The State of New Jersey has committed to the widespread deployment of Electric Vehicle (EV) charging technologies in the pursuit of cleaner, less carbon intensive roadway travel. With the establishment of the National Electric Vehicle Infrastructure program (NEVI) in the Bipartisan Infrastructure Law (BiL), also known as the Infrastructure Investment and Jobs Act (IIJA), additional federal funding will be available to support New Jersey’s EV transition ambitions.
To receive NEVI Formula Program funds, states are required to develop an FHWA-approved EV Infrastructure Deployment Plan that describes how the state intends to use the funds in accordance with the NEVI Formula Program Guidance. The State of New Jersey convened a multi-agency task force that included the New Jersey Department of Transportation (NJDOT), NJ Department of Environmental Protection (NJDEP), NJ Board of Public Utilities (NJBPU), the NJ Economic Development Authority (NJEDA), among others (1), to meet the August 1, 2022 deadline for plan submission to the Joint Office of Energy and Transportation with FHWA approval expected by September 30, 2022.
Funding for EV Chargers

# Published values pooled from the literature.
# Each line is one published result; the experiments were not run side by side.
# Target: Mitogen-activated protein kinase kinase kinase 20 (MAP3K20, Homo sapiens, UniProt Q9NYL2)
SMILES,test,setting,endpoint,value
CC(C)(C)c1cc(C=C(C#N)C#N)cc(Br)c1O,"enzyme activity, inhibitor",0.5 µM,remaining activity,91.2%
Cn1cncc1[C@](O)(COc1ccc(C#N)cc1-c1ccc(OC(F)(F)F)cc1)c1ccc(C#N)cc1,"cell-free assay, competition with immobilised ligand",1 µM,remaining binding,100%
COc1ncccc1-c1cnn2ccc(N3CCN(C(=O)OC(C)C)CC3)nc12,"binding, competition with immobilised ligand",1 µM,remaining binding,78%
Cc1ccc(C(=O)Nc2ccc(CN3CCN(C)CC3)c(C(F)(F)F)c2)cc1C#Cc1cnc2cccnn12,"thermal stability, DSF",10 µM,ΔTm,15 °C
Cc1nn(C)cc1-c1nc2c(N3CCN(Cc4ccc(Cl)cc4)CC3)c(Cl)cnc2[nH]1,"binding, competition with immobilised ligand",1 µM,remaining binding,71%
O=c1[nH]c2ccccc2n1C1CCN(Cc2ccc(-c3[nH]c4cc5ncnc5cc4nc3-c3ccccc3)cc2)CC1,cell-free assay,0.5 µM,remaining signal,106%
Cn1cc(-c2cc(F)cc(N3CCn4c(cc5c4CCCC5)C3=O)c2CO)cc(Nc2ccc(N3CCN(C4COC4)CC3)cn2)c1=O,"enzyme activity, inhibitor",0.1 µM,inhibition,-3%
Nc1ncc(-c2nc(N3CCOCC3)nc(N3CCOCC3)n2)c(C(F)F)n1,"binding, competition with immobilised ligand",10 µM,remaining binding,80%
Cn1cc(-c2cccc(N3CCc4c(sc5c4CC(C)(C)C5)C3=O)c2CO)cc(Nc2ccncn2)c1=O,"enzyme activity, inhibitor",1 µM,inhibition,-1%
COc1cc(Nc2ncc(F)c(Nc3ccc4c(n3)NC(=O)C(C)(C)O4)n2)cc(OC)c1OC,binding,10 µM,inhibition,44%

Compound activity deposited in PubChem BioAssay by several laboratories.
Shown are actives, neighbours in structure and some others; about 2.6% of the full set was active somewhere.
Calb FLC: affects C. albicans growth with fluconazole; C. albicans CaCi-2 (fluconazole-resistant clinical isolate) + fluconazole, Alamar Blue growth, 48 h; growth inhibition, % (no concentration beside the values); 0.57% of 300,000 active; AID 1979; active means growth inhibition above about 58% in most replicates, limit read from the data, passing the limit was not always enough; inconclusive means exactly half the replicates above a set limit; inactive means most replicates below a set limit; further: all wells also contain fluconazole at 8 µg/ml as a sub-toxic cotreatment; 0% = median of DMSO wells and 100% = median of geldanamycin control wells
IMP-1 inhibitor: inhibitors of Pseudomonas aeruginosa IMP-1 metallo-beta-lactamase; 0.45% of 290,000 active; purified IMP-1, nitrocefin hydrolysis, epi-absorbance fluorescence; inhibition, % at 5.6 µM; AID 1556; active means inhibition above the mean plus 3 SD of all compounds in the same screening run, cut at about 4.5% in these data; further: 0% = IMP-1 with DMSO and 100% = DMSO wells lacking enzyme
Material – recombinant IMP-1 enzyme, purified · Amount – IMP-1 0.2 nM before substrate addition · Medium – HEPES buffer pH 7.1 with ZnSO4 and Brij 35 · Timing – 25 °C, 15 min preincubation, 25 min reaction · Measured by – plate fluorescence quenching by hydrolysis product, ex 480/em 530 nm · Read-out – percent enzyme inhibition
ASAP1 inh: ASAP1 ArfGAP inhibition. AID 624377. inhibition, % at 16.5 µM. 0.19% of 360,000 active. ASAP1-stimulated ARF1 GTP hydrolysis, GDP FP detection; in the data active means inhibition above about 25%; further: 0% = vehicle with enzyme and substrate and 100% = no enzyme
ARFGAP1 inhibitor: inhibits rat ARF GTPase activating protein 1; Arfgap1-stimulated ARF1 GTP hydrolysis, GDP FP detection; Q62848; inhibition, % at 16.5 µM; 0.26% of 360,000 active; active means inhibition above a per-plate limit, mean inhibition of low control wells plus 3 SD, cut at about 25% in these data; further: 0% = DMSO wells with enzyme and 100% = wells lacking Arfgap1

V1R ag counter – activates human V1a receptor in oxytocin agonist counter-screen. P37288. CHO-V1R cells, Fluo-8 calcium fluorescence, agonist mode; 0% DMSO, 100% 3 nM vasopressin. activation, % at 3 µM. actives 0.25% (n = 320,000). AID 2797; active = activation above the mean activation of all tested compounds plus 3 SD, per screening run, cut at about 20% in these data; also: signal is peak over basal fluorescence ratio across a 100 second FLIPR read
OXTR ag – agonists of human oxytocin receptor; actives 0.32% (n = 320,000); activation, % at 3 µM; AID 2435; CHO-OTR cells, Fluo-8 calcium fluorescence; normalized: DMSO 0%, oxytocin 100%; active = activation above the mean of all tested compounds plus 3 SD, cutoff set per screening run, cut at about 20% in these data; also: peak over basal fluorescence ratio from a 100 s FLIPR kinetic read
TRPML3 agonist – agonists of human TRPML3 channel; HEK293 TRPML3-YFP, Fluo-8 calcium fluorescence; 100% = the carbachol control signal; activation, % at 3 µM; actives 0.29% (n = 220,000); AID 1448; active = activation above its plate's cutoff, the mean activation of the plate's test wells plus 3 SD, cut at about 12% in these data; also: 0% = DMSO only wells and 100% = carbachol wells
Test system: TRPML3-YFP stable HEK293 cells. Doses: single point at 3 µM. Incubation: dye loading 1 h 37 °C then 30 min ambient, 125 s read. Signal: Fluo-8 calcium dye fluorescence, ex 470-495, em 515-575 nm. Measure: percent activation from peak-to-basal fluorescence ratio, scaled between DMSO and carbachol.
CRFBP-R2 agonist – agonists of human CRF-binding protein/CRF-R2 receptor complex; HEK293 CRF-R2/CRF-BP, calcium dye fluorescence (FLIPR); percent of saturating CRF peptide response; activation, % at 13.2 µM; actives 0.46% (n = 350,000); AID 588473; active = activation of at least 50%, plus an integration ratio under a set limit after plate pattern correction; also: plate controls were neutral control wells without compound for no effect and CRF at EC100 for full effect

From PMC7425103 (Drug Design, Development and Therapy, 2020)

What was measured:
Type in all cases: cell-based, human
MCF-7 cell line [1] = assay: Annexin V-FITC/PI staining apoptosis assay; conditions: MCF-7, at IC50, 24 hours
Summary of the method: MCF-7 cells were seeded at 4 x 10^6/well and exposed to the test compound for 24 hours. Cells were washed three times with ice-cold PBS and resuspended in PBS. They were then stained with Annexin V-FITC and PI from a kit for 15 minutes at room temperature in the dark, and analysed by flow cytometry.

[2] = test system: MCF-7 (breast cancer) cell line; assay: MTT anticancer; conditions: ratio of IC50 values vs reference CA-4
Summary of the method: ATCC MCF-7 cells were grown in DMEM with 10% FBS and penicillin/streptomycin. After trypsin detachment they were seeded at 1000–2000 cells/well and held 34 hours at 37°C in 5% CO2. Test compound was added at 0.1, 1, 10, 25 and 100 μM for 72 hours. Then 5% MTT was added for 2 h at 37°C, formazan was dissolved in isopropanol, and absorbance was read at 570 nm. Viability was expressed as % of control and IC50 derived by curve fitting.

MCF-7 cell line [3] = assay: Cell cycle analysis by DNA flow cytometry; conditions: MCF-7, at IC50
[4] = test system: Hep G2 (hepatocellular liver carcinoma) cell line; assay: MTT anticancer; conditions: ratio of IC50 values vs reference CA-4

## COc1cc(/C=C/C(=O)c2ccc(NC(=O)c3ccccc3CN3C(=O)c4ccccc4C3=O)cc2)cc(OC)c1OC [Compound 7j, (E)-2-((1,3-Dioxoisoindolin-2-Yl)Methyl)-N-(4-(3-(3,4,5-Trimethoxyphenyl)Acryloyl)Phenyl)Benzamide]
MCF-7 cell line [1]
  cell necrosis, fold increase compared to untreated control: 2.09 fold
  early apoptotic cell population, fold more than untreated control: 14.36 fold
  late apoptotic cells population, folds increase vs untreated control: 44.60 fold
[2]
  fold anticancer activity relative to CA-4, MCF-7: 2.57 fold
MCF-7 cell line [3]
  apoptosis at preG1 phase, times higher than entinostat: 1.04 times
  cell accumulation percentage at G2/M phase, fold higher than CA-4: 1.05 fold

Having the highest number of registered electric cars on the road per public charging station of any state in the country, at a ratio of 46.16 (2), New Jersey stands to benefit greatly from NEVI’s formula funding for new EV charging stations. In total, NJDOT will receive $104.4 million from the program over five years (3). This sum represents 2.51 percent of the $4.2 billion that USDOT expects to provide to all states, Puerto Rico, and the District of Columbia through NEVI’s formula (3). For comparison, in 2020 New Jersey’s share of the total American population was roughly 2.8 percent (4), but critically, its share of land area is less than a fraction of a percent (5). Thus, in terms of EV charging infrastructure, the apportioned NEVI funding for New Jersey can ensure broader geographic coverage for its residents than may be possible for other less densely populated states.